etup, and I wanted to talk about the difference between how you see something versus how your camera sees something, or thinks about something, and once you know that, it's the key to getting really beautiful images. So, here we have a basic setup. I was setting up for a class I was going to be teaching at Alt Summit, and we were teaching a styling class, and we were also, at the same time, showing a party, how we would blog a party, and it was a Fiesta Frida, so it was based on Frida Kahlo, and so we were using a lot of elements, Mexican elements, and bright colors that she would have used in her paintings, and we were photographing it on white. So, I would look at this, you would look at this and you are seeing a white board, right? Just like that, this is what you see. The items on white. This is what your camera sees. And then, that's what happens when you take the photo, right? You take the photo on auto, you thought it looked really pretty, and had really nice lighting, and then you look at the back of your camera and you're like, "Why was it gray? Why was it gray? I was taking a picture on a white background." Well the difference is, from what you see, to what your camera sees, or thinks, is that, when I see a white background, I see a white background and it makes me happy. When my camera sees a white background, it sees a white background and it wants to make it middle gray. My camera, on the setting that it comes in, when I open it out of the box is evaluative metering. And what that means is everything the camera sees in the viewfinder, it wants to calculate down, photography is all math, all comes down to that, unfortunately, but it all comes down to wanting to make the highlights, and the shadows, and everything equal a middle gray exposure. And so, when it sees all that white, when your camera sees all that white it thinks, "Danger, danger, Will Robinson." Like we have to fix this, right? That tells you how old I am. (laughs) We have to fix this, like, I can't have this blown out white, no area detail of photograph. So then, it meters for you to get middle gray, and I feel like that's so key to know because now I know I can't shoot anything on white in auto. I have to use the other settings to be able to get a white background. And not only that, I know that anytime my camera sees a lot of white, or light areas, it could be a pale pink, it could be that muslin, or the osmerge we were just photographing, anything a higher key than middle gray, and my camera is going to automatically underexpose. Even when my meter looks like its at zero. And once I know that, I know how to override it to get the image that I want. So, we're going to use exposure compensation. It's easy, it looks just like your light meter so when you look through your viewfinder and you see the 0, and the +1, and the +2, and the -1, and the -2, that's the light meter and the camera is telling you, at 0, you're getting a good exposure, at 1 you're getting a little brighter, at +2, you're getting even brighter and these are by stops. So remember what I told you in stops earlier, every time you go up a stop, you're doubling your amount of light, or you're lessening it by double, okay? So, I get two times brighter, four times brighter, and if I go all the way up to three, six times brighter. And it works the other way around two, I start getting darker as I go down, okay? But when you're in AV or TV, you're only picking one setting and the camera is picking the other two settings to give you an exposure, and it always, remember how I could change my aperture and it always looked the same, okay? So we have to override that, and we do that with exposure compensation. It's us telling the camera, "Overexpose, make it brighter." And then it will automatically, in that math equation, put in settings to make it brighter, or to make it darker. So, using manual is awesome, it's the best option. Either way, if you want to learn manual, good, but if you don't this is a way to override that. Not have to know everything, not have to figure out the equation, and get the look you want. Exposure compensation, it's in everyone's menu on their camera, and it comes up and it looks just like your light meter, and you just set your camera to what you want to over or under expose. And the reason I was talking about it earlier, in previous lessons, when I was photographing, is because I was photographing on white, right? Those white tiles? And yet it looked white and bright. It wouldn't have if I had just left my camera alone and let it make the decisions. I was using exposure compensation to brighten it, so I wasn't telling you that, but now I am, okay? So that's the secret, exposure compensation. When you are in AV, or A, or TV, or S, depending if you have a Nikon or a Canon. And once you set that just remember it's set to that because remember, we went to the next set that was darker and my image was really overexposed. So you have to change exposure compensation the next time you go to shoot if you're using something that's not the same. And there's the difference in just changing my exposure compensation. I didn't change my aperture, I didn't change my lighting. I didn't change anything about this image except for, I set my camera to overexpose by two. What? It's mind blowing right? That's it. This thing this whole time that you were letting stop you from taking good photos, it was one setting on your camera. One setting and it's just knowing that, it's just knowing that my camera is going to make everything middle gray, that then tells me exactly what I need to do to fix that problem. So it's so important to learn about your camera, to be in courses like this, to come to Creative Live, and learn from people who know their cameras. And it's that one setting that makes such a big difference, so, and also he's adorable. That's my baby. Okay, then after that I make more adjustments, okay? If I really want it to be high key I don't want dark shadows, so now I'm adding in a reflector. So I'm overexposing by two stops and I'm adding in a reflector. And, then when we go from here, see this image on the right? You can still see between the white of the screen and the white in the photo, it's still not pure white, and that's where we really come to big issues, right? We think it looks white and then we put it next to something really white and we're like, "Oh." It's like leaving a gray sock in your load of laundry, or a black sock, and it makes everything that gray color and it makes everything like, "That was a mistake." You know? So, then that comes through editing and we can make it look like that. So there is no seem between the white on your website and the white in your image. Here's another example of that. This is something that I see so many people have issues with, right? It's just too dark. My camera just couldn't read that white wall so then I overexpose and I get a really beautiful, brightly lit, image. Okay, same thing. I did this at home, and I did this here for you. Same concept, same idea, but my camera automatically reads it much darker than it really is so I have to adjust for that. And this is what happens in this room all the time, so now I now, in general, if I'm shooting on that set, I need to be two stops overexposing on my compensation. So, there's what my camera would normally do, and that's what I would do, okay? Same thing with back lighting. So this is how we get really beautiful back lighting. When your camera looks at a large window it sees all of that light and whatever is in front of it, it underexposes, because it wants to make the window middle gray so then anything that was already middle gray becomes dark, and we lose detail in our shadows. So back lighting we also have to overexpose in our exposure compensation to make up the difference. So here's back lighting, he had the sun set behind him. I mean, how many times have you tried to get like, a beautiful sun shot in front of a sun set and either the sunset completely goes away, or you are in silhouette. So you have to learn how to kind of, overexpose. Now I do lose the sunset when I expose for my subject, but my subject is more important to me so then I choose to overexpose in that case. So it works the opposite way with black or dark backgrounds. Now my camera sees the black background, sees the loss of detail, and says I want that to be middle gray, I need for that to be middle gray. And so what does it do? It gives settings into your exposure that make the black or dark background middle gray. And then your subject, that was middle gray, gets blown out, and you get that kind of murky, flat, gray look to your image, as opposed to a dark, deep, rich background that you want. And so here, it's the opposite way. I set my over- my- (laughs) exposure compensation to underexpose, so toward the minus one or the minus two, and now I'm blocking out some of that light and I'm able to get a dark rich photo. So we're going to shoot both of those so that you can see that, so you can see the whole process exactly how we're doing it, that it's not magic, that it really is those camera settings, and that it's completely doable. And then here is that again from the side, with the dark background, and we're able to just a really beautiful exposure on that. Alright, let's do it, yes.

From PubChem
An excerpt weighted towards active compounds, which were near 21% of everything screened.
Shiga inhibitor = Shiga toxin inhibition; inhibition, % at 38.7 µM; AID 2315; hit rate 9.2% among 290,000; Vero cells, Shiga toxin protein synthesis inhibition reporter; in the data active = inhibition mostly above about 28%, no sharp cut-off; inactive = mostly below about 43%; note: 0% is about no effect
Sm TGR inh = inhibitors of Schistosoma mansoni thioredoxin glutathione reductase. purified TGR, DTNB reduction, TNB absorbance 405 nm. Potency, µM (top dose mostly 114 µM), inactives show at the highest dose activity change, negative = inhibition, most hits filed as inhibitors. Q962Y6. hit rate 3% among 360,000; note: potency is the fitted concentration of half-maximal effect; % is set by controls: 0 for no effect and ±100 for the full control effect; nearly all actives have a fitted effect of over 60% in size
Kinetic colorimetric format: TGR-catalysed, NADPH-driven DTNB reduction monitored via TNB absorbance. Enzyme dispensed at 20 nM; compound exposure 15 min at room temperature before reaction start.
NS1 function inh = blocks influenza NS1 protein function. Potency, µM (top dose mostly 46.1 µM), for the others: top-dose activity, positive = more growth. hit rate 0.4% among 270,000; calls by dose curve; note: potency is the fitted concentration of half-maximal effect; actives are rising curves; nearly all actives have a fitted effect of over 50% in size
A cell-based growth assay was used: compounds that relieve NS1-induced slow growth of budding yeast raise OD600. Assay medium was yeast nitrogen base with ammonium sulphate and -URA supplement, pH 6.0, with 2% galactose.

Can I ask a couple of questions, again making sure everyone gets this.